Will it be allowed as probable, that great troops of elephants, forced by a certain imminent danger to leave their natal soil, were reduced to perish in some country more or less remote, more or less to the north or to the south? When we consider the vicinity of Persia, does not that idea come in aid of the suggestion as to the bones of elephants on the banks of the Don? And what shall hinder us then from supposing that other troops of these animals may have ventured farther to the north, where they found that death they endeavoured to avoid at home? That the banks of rivers should be their only cemeteries, may be explained from the ravages occasioned by inandations, which may have left their carcases on these spots.

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Those whom these suppositions do not satisfy, may tell us, that a number of things are still wanting towards enabling us to form any judgment on the origin of those heaps of bones daily discovered in the bowels of the earth. It is much to be wished, that some active and ingenious naturalist would collect together all the particulars that have from time to time been given on that subject. But nothing appears to me more striking than the facts related by the Abbé Fortis, in his observations on the Isles of Cherso and Ozero, in the Adriatic. He describes two caverns in the former of those two isles; and adds, that the shores of Istria afford a great number which are very spacious. One of these two caverns is, properly speaking, composed of three grottoes, that communicate with each other. Their inside, from top to bottom, is between two beds of marble. In these are a quantity of bones, in a half petrified state, and connected together by a kind of ferruginous ochre. They lie in one of the deepest recesses of this subterranean cave, two feet above the ground, and at the depth of thirty feet beneath the superficies of the niountain, which is all of marble. These fossil bones, of which other vestiges are met with on this isle, are found scattered along the whole of Dalmatia, as they are all over the isle of Cherso. They are the bones of various terrestrial animals, some broken, and some entire. They are found in greatest quantities in vertical and horizontal gaps, and in the interstices of the beds of marble which constitute the base of the hills of this isle. Every parcel of these bones is enveloped in a coat of quartz and stalactes above a palm in thickness. The substance of these bones is calcined and shining. As they are constantly found in the isle of Cherso, in a stony and martial earth, and as these beds of marble preserve a certain correspondence with the sides of the cavern and the continent; we may suppose that these layers, alternately composed of a stratum of marble and one of bones, agree with the northern shore of the Quarnaro, as far as the isles of the Archipelago, and probably farther. At the Museum Britannicum they shew enormous jaw-bones with all their teeth, bones, and tusks, similar to the bones and tusks of the largest elephants, all of them found in the earth on the banks of the river Ohio, and sent to the Museum by the celebrated Dr. Franklin. These bones have bardly changed their nature. As to the jaw-bones, they certainly never did belong to elephants; the teeth of them are not disposed in laminæ, like those of that animal, but are of the nature of the teeth of carnivorous animals. They are attributed, till something better can be found out for them, to VOL. II.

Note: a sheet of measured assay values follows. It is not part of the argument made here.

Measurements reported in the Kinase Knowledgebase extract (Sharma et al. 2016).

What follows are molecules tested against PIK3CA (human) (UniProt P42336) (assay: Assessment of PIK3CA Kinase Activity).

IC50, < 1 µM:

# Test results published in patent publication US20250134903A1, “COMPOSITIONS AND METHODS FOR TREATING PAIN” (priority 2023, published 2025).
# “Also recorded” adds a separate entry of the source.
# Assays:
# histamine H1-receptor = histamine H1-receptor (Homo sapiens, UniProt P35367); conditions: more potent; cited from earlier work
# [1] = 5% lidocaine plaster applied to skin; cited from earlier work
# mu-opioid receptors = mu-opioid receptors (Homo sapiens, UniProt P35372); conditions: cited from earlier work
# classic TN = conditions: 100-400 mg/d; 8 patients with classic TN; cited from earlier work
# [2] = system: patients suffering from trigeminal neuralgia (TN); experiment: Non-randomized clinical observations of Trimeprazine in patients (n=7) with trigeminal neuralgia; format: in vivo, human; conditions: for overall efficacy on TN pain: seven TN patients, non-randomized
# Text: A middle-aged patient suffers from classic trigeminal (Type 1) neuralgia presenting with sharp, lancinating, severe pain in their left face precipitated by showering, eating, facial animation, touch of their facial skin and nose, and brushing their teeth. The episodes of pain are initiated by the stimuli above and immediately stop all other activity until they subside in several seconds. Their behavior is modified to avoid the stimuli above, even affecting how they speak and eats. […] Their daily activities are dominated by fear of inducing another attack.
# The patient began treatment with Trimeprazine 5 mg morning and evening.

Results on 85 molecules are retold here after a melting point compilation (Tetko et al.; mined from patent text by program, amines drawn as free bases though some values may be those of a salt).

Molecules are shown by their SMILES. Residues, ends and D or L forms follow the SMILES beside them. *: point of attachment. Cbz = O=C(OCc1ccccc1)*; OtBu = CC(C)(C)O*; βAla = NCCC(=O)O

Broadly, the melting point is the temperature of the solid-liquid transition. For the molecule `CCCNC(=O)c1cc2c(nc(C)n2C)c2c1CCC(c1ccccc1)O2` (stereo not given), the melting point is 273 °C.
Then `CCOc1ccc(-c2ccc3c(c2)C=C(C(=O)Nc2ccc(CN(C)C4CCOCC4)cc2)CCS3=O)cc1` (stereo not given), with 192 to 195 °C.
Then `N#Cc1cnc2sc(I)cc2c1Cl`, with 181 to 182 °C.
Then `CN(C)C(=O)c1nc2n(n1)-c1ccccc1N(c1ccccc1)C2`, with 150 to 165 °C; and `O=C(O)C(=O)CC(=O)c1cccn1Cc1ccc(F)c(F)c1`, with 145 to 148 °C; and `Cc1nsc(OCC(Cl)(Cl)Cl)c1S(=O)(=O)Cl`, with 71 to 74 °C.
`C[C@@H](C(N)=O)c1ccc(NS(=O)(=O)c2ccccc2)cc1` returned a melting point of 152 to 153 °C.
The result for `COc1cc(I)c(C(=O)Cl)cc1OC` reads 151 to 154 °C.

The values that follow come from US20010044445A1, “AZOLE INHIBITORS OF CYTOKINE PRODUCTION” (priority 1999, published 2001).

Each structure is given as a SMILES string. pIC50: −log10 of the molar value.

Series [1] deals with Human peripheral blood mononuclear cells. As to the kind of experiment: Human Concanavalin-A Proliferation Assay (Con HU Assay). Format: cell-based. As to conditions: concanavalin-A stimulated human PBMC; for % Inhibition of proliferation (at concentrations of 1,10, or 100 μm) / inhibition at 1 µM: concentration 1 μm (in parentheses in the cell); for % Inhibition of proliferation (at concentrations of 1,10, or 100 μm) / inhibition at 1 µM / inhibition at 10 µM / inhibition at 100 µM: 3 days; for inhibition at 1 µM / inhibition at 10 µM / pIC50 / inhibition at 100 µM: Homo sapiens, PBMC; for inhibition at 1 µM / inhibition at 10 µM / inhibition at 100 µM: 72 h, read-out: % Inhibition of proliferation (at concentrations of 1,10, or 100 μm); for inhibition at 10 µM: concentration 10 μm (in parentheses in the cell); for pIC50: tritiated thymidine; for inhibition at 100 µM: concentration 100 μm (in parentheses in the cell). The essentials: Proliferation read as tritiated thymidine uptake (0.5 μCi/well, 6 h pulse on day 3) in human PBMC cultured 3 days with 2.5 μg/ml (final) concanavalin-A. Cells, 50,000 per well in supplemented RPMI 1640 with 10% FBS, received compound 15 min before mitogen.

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the mahmout, the existence of which is totally destitute of all probability

In the cabinet of the Royal Society at London there is a large piece of the rock of Gibraltar, containing a great quantity of fragments of human bones; which, although they have not changed their nature, are perfectly inherent to the mass of the rock.

Mr. Thomas Falkner, in his description of the country of the Patagonians, relates, that a very large quantity of what to all appearance were human bones, of extraordinary magnitude, are found on the banks of the river of Carcarania or Tercero, at a little distance from the place where it falls into the Parana. They are of different sizes, and seem to have belonged to people of different ages. Mr. Falkner says,

"he has seen the bones called tibia, ribs, sternums, fragments of sculls, and particularly molar teeth, which are above three inches in diameter at the root. I am assured,”